Nus business School National University of Singapore bma5011: Macroeconomics in the Global Economy Semester 1, ay2012/2013 Instructor: Sun Bae

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NUS Business School

National University of Singapore
BMA5011: Macroeconomics in the Global Economy
Semester 1, AY2012/2013
Instructor: Sun Bae Kim
Teaching Assistant: Jiang Bo
Course objective
This course has two objectives.
The first is to introduce MBA students to the basic tools (“core models”) of macroeconomics and international economics. The course begins with the short run analysis of business cycle dynamics (how output, employment, interest rate and price are determined) and the role of stabilization policy. It then moves on to the long run analysis of what drives economic growth. The final segment of the course extends these analyses to the open economy. Key issues covered here include the determination of exchange rate in the short- and the long run, the effectiveness of monetary and fiscal policy under high capital mobility, how economic “shocks” are transmitted internationally and what policy can achieve in response.
The second objective of the course is to link the basic insights of the “core models” to “real life” or case studies, with special focus on Asia. The aim here is to demonstrate that economics can be a powerful tool to understand and, possibly anticipate, key macroeconomic events and developments and their feedback mechanism to policy and financial markets.
Assessment method

  • Class participation (15%)

  • Assignments (15%)

  • In-class exams (70%)

    • Exam 1 (30%): October 9, 2012

    • Exam 2: (40%) November 20, 2012

Required text

  • Olivier Blanchard, Macroeconomics, Fifth Edition (International Edition 2011), Pearson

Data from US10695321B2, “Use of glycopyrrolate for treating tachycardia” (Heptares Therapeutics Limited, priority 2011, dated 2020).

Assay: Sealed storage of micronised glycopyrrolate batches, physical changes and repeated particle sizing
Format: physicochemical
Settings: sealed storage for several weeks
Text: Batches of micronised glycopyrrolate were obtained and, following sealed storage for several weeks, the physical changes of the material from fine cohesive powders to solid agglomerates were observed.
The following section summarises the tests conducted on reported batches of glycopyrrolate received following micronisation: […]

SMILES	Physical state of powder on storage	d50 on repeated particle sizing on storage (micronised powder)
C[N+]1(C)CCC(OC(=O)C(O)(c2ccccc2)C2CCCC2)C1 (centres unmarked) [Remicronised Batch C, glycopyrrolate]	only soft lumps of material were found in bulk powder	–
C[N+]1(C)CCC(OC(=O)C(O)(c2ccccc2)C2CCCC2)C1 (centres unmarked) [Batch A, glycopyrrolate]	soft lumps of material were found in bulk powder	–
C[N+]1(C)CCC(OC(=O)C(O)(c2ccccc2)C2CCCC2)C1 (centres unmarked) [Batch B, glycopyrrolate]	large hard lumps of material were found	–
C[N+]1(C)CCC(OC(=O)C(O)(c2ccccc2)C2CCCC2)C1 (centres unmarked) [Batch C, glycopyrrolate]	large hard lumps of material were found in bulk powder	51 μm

I. Introduction & Preliminaries

  1. Why study macro? Goal of the course, roadmap, schedule

  2. Use of models in economics

  3. How to get the most out of the course

  4. National income accounting and other major macroeconomic variables

II. Introduction to Business Cycles: Output in the Short Run

  1. Income and Spending: Keynesian Multiplier Model

  2. Money, Interest, and Income: IS-LM Model

  3. Aggregate Demand and Aggregate Supply

  4. Monetary Policy and Inflation

  5. Fiscal Policy

  6. Case Studies (non-exhaustive)

      1. The Great Recession

      2. Perspectives on Central Banking and Monetary Policy

      3. Fiscal Sustainability and Sovereign Debt Crisis

III. Economic Growth in the Long Run

  1. Growth Accounting

  2. Growth Theory: The Neoclassical Model

  3. Case Studies

      1. Perspectives on Asia’s Growth

      2. The Rise of BRICs

IV. Open Economy Macro

  1. Foreign Exchange and the Balance of Payments

  2. Exchange Rate in the Short Run

  3. Policy in an Open Economy: Mundell-Fleming Model

  4. International Transmission of Shocks and Policy Options

  5. Exchange Rate in the Long Run: Real Equilibrium Exchange Rate

  6. Policies for Internal and External Balance

  7. International Monetary System: Historical Perspectives

  8. Case Studies (non-exhaustive)

      1. Singapore’s Exchange Rate Framework

      2. Global Imbalance and International Policy Coordination

      3. “Twin Crises”: Asia vs. Europe

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